Just as the Warriors are winning on the basketball court, so too are they enjoying success in the gaming world. A couple of weeks ago Warriors Gaming Squad (WGS), their NBA 2K League affiliate team of the Golden State Warriors, defeated 76ers Gaming Club 58-39 to win the NBA 2K League’s THE TURN Tournament. Earlier in the year they became the first team to draft a female player, Chiquita “Chiquitae126” Evans, into the NBA 2K League.
Lacob strikes an excited tone about the potential opportunities on the business side. “I think that e-sports can be absolutely humongous…Sports already is a cross-cultural tool, a social connector. When something like e-sports, where it’s built into the digital age and it’s the age of connectivity, there’s the opportunity to really bridge those physical barriers in a way we’ve never been able to before.”
The biggest opportunity Lacob highlights is in being involved in something from the ground up. “I think what’s also very exciting about this whole industry is that it is so nascent and in a way it is so new that there are changes we can make at a foundational, fundamental level to the way the sport works. So we’re excited about the ability to build something from scratch that doesn’t come with all the baggage of human history.”
What insight can innovation generate for the wider business?
With something so new, there are plenty of lessons that can be applied across the wider business. In particular, Lacob highlights how they’re hoping that getting in early on e-sports will give the Warriors a headstart in learning how to engage the next generation of customers. “I think we’re learning a lot about new demographics. Everybody in the world is having the same issue in reaching and engaging with this new generation of… people who want to be able to see anything and everything personalized on mobile, and often for free, and use adblockers and things like that. I think one of the exciting things about e-sports is born in a digital age so those problems are inherently built in, or they’re never even born.”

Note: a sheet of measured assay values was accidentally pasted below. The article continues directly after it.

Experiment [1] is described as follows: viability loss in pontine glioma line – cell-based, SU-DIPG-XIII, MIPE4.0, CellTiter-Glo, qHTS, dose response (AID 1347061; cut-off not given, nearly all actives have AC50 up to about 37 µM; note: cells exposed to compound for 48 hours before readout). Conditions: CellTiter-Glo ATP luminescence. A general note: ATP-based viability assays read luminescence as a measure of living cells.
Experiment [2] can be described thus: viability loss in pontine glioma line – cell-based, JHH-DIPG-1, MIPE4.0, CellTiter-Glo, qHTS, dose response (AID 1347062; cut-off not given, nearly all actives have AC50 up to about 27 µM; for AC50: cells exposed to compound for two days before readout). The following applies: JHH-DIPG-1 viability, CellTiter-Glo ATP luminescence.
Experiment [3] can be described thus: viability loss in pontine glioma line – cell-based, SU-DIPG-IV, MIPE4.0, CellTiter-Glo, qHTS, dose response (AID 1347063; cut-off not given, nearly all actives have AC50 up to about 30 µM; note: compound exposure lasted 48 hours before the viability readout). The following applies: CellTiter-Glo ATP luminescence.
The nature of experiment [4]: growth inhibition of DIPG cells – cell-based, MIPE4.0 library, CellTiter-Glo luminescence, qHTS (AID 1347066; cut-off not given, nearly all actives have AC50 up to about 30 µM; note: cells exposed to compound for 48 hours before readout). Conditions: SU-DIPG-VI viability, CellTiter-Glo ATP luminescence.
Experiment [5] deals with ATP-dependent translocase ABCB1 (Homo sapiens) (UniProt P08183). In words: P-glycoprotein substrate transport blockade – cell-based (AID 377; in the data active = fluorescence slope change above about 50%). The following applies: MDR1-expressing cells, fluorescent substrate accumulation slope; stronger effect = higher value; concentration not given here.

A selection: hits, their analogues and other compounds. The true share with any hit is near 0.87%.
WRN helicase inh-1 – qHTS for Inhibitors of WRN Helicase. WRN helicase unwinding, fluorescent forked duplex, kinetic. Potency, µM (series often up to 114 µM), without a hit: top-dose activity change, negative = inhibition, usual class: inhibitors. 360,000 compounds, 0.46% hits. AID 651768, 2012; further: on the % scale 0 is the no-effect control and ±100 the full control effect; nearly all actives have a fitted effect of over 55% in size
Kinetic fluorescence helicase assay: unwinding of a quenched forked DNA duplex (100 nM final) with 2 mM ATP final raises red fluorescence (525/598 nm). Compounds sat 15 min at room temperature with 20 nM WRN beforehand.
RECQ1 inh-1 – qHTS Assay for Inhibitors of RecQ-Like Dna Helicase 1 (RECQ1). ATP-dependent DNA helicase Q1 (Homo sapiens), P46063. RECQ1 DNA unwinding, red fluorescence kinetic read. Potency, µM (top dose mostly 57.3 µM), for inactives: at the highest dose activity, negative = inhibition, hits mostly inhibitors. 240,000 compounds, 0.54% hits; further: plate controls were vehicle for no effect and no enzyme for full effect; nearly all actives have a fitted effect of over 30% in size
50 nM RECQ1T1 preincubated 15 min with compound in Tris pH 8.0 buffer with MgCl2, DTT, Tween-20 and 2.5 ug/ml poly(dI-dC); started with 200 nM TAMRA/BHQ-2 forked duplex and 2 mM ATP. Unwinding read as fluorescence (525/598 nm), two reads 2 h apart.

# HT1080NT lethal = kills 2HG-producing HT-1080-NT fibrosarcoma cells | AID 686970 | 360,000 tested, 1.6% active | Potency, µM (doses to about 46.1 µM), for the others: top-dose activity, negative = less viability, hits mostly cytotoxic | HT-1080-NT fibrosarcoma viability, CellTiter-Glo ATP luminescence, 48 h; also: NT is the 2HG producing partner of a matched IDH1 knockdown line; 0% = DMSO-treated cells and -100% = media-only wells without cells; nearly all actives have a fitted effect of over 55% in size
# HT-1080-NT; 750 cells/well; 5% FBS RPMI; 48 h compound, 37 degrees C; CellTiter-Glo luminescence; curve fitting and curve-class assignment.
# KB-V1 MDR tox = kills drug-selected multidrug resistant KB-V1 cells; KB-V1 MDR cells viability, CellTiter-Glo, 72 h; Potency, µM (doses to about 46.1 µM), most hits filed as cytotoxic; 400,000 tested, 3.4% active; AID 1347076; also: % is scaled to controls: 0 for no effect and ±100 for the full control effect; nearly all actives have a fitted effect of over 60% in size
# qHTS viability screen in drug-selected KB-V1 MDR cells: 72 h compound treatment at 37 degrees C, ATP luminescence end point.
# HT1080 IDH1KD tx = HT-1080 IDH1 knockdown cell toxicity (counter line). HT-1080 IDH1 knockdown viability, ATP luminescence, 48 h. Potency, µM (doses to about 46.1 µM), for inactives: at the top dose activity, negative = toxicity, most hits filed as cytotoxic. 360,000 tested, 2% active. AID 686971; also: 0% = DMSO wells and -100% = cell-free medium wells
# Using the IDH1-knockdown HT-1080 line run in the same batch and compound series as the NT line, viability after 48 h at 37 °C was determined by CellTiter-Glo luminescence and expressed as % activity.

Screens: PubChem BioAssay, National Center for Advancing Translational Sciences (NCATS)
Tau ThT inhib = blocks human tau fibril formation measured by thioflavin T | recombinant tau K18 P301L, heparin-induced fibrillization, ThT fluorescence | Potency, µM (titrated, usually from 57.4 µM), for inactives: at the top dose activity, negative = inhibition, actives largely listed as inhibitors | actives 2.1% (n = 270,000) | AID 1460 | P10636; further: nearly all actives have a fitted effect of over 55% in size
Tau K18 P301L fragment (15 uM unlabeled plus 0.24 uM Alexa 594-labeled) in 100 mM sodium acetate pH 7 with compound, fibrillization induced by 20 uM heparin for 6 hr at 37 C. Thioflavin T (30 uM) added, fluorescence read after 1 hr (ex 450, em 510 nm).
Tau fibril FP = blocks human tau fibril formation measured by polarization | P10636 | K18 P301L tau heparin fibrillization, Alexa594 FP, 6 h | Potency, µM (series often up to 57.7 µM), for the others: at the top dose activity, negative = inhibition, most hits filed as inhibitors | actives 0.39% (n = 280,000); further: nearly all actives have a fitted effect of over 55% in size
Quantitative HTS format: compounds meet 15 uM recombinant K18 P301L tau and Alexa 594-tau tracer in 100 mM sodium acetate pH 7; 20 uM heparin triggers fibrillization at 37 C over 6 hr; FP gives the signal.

The Warriors’ eyes are on a larger prize than just basketball. With the Chase Center opening, they’re thinking big about the possibilities of an expanded sports and entertainment business, potentially branching out into becoming not just a content company, but their own platform too. E-sports is also helping them think through some of the possibilities, as Lacob explains “e-sports at a very simple level is content, but it is a new form of content. As a platform we’re gaining fans, we’re gaining users, we’re finding new ways to engage with them but I think that this is going to challenge the status quo.”
For some of those new users, e-sports will be their first contact with basketball. Indeed Ted Leonsis, owner of the Washington Wizards and chairman of the NBA’s media committee envisages it as one of the big potential growth areas in introducing a new generation of fans around the globe to the traditional sport. Lacob highlights how the NBA 2K league is “a great beta test to try to understand where some of those overlaps can occur and how we can inform some decisions made in traditional sports on e-sports, but frankly how e-sports can inform some of the things we can change in traditional sports as well.”
A meeting of minds
Ultimately that inquisitive mindset is at the heart of building successful partnerships and innovating with new products, technology, and markets. Lacob’s description of the Warriors approach as “we learn quickly, we fail quickly, we respond quickly and hopefully we succeed in the end” is classic Silicon Valley. It’s not hard to see how these two neighbors have come together so successfully.
As the Warriors move to a state-of-the-art building in the Chase Center they’ll be plenty of new opportunities for new deals to bolster the bottom line. But if the Warriors continue to be successful in finding the right questions, then those partnerships will also catapult them into the future.